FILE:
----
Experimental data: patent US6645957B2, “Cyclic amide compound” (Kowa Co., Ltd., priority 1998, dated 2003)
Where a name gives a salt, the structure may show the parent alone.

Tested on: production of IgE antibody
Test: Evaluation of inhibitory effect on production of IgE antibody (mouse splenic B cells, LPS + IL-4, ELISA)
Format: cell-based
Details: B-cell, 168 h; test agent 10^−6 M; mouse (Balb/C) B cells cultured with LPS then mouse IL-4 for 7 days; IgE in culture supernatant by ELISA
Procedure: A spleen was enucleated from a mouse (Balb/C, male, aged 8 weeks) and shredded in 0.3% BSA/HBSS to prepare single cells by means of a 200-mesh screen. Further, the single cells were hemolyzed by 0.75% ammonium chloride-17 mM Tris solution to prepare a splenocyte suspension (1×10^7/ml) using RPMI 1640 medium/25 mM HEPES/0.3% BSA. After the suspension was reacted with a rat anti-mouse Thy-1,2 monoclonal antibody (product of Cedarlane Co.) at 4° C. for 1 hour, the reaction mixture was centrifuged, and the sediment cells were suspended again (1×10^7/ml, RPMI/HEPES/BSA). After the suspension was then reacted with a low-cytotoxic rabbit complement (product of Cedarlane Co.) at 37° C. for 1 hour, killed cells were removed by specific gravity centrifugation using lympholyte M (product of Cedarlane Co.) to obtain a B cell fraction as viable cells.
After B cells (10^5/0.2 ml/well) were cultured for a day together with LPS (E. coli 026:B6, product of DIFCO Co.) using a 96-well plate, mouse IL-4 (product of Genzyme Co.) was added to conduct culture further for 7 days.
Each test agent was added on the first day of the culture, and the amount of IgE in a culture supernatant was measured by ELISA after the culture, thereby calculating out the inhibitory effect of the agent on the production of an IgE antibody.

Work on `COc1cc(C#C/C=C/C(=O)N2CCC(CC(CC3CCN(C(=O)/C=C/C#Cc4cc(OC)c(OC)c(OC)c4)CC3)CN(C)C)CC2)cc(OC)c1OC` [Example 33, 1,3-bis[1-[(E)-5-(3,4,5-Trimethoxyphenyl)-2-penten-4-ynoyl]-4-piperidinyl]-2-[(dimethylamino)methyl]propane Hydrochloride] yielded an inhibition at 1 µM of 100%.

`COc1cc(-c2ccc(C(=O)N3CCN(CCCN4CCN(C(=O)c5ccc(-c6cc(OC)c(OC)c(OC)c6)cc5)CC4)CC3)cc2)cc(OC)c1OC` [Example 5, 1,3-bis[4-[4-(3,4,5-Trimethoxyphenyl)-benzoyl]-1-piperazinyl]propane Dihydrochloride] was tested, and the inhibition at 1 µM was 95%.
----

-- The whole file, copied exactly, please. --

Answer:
Experimental data: patent US6645957B2, “Cyclic amide compound” (Kowa Co., Ltd., priority 1998, dated 2003)
Where a name gives a salt, the structure may show the parent alone.

Tested on: production of IgE antibody
Test: Evaluation of inhibitory effect on production of IgE antibody (mouse splenic B cells, LPS + IL-4, ELISA)
Format: cell-based
Details: B-cell, 168 h; test agent 10^−6 M; mouse (Balb/C) B cells cultured with LPS then mouse IL-4 for 7 days; IgE in culture supernatant by ELISA
Procedure: A spleen was enucleated from a mouse (Balb/C, male, aged 8 weeks) and shredded in 0.3% BSA/HBSS to prepare single cells by means of a 200-mesh screen. Further, the single cells were hemolyzed by 0.75% ammonium chloride-17 mM Tris solution to prepare a splenocyte suspension (1×10^7/ml) using RPMI 1640 medium/25 mM HEPES/0.3% BSA. After the suspension was reacted with a rat anti-mouse Thy-1,2 monoclonal antibody (product of Cedarlane Co.) at 4° C. for 1 hour, the reaction mixture was centrifuged, and the sediment cells were suspended again (1×10^7/ml, RPMI/HEPES/BSA). After the suspension was then reacted with a low-cytotoxic rabbit complement (product of Cedarlane Co.) at 37° C. for 1 hour, killed cells were removed by specific gravity centrifugation using lympholyte M (product of Cedarlane Co.) to obtain a B cell fraction as viable cells.
After B cells (10^5/0.2 ml/well) were cultured for a day together with LPS (E. coli 026:B6, product of DIFCO Co.) using a 96-well plate, mouse IL-4 (product of Genzyme Co.) was added to conduct culture further for 7 days.
Each test agent was added on the first day of the culture, and the amount of IgE in a culture supernatant was measured by ELISA after the culture, thereby calculating out the inhibitory effect of the agent on the production of an IgE antibody.

Work on `COc1cc(C#C/C=C/C(=O)N2CCC(CC(CC3CCN(C(=O)/C=C/C#Cc4cc(OC)c(OC)c(OC)c4)CC3)CN(C)C)CC2)cc(OC)c1OC` [Example 33, 1,3-bis[1-[(E)-5-(3,4,5-Trimethoxyphenyl)-2-penten-4-ynoyl]-4-piperidinyl]-2-[(dimethylamino)methyl]propane Hydrochloride] yielded an inhibition at 1 µM of 100%.

`COc1cc(-c2ccc(C(=O)N3CCN(CCCN4CCN(C(=O)c5ccc(-c6cc(OC)c(OC)c(OC)c6)cc5)CC4)CC3)cc2)cc(OC)c1OC` [Example 5, 1,3-bis[4-[4-(3,4,5-Trimethoxyphenyl)-benzoyl]-1-piperazinyl]propane Dihydrochloride] was tested, and the inhibition at 1 µM was 95%.